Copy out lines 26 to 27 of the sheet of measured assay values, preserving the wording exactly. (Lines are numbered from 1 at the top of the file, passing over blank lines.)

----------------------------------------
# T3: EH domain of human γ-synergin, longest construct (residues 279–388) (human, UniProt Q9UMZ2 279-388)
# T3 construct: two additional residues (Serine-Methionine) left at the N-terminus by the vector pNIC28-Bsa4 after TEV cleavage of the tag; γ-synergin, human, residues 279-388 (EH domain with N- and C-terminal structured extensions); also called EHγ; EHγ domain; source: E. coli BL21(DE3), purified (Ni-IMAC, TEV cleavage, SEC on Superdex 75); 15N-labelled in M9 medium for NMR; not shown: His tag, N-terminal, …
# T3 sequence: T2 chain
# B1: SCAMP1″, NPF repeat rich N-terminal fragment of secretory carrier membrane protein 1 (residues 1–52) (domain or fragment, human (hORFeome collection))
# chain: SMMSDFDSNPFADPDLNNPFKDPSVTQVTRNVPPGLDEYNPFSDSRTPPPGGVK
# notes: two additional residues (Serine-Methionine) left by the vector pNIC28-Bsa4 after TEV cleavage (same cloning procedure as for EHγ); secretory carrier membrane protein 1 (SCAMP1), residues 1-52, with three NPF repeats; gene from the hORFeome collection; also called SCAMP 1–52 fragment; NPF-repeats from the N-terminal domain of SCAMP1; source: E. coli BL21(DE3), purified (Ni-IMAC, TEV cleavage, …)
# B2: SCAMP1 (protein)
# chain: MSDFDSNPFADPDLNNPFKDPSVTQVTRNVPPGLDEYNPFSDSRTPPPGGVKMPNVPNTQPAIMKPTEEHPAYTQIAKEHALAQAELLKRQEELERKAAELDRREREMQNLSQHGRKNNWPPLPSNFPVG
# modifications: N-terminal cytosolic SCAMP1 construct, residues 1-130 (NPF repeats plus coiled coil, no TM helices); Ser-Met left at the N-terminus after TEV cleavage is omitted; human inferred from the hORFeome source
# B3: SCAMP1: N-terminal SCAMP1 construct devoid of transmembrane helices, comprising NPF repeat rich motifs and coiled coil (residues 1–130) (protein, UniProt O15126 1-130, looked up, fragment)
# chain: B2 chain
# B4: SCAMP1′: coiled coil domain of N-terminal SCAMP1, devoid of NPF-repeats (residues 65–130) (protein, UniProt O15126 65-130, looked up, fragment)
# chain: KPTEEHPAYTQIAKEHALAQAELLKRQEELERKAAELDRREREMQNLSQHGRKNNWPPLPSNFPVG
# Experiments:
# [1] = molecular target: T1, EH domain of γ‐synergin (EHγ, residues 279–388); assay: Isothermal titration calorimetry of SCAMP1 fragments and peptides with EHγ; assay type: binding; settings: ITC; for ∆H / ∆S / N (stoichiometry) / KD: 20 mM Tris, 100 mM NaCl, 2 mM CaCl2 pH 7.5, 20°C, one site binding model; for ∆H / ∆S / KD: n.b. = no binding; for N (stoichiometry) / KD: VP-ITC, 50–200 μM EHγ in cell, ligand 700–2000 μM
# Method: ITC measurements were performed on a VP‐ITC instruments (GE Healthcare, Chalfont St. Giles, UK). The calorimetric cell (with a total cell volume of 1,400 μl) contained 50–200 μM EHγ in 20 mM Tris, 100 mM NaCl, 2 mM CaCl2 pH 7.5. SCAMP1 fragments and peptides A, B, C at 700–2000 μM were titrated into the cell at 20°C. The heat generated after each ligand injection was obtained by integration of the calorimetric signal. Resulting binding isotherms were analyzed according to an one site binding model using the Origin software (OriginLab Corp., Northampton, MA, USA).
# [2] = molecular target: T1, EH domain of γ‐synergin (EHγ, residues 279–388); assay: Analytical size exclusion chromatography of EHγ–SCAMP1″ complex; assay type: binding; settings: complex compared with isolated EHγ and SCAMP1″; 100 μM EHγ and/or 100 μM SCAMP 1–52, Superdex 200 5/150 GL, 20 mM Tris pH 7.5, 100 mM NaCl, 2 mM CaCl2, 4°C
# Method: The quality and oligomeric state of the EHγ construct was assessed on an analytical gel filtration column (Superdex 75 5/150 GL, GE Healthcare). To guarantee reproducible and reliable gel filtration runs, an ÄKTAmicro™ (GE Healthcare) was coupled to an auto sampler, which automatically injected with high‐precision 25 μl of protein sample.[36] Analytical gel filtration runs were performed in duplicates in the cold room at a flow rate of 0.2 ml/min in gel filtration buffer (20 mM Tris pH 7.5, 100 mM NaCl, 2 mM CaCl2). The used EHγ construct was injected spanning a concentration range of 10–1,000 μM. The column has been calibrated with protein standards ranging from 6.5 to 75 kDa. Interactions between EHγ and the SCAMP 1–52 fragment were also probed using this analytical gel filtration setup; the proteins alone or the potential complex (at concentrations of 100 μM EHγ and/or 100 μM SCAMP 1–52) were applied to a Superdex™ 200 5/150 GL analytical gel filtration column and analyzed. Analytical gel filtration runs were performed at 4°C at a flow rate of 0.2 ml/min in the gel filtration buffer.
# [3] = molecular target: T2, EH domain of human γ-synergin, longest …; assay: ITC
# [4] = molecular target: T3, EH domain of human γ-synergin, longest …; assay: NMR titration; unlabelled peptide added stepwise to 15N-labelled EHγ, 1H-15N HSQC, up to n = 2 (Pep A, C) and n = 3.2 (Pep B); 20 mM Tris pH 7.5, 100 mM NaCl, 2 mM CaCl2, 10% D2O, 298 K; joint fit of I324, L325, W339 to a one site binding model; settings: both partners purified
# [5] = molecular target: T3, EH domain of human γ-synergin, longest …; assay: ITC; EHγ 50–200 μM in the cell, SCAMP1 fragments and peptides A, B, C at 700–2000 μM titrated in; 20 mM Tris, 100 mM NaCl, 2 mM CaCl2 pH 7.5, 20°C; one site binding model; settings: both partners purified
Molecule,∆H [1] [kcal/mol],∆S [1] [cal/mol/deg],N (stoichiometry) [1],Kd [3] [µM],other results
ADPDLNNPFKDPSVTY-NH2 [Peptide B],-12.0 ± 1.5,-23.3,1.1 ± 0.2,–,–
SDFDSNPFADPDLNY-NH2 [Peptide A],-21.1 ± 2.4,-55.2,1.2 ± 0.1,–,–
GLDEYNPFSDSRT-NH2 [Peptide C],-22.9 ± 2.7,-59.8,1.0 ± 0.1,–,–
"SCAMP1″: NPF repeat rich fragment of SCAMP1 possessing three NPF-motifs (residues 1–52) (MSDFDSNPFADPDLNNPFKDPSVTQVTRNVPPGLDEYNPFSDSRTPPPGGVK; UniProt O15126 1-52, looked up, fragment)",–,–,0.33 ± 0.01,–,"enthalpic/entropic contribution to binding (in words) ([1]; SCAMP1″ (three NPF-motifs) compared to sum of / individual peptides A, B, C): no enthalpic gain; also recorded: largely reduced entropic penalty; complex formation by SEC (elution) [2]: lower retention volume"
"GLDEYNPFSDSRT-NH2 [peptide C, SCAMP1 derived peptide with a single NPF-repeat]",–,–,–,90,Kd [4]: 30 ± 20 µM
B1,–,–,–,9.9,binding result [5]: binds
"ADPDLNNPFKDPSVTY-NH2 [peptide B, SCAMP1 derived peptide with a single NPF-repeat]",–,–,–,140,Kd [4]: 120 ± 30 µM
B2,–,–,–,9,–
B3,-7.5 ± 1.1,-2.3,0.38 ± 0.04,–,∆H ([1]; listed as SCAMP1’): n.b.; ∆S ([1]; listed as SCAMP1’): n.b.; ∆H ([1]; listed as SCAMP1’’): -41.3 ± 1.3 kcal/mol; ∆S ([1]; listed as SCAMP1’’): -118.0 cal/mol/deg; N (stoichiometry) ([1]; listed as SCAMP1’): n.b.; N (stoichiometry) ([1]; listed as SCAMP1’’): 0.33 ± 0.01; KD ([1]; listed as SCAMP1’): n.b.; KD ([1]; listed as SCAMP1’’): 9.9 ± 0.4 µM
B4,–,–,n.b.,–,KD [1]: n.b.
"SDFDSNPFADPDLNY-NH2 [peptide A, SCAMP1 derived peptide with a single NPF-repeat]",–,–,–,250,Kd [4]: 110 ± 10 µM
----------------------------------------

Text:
"SCAMP1″: NPF repeat rich fragment of SCAMP1 possessing three NPF-motifs (residues 1–52) (MSDFDSNPFADPDLNNPFKDPSVTQVTRNVPPGLDEYNPFSDSRTPPPGGVK; UniProt O15126 1-52, looked up, fragment)",–,–,0.33 ± 0.01,–,"enthalpic/entropic contribution to binding (in words) ([1]; SCAMP1″ (three NPF-motifs) compared to sum of / individual peptides A, B, C): no enthalpic gain; also recorded: largely reduced entropic penalty; complex formation by SEC (elution) [2]: lower retention volume"
"GLDEYNPFSDSRT-NH2 [peptide C, SCAMP1 derived peptide with a single NPF-repeat]",–,–,–,90,Kd [4]: 30 ± 20 µM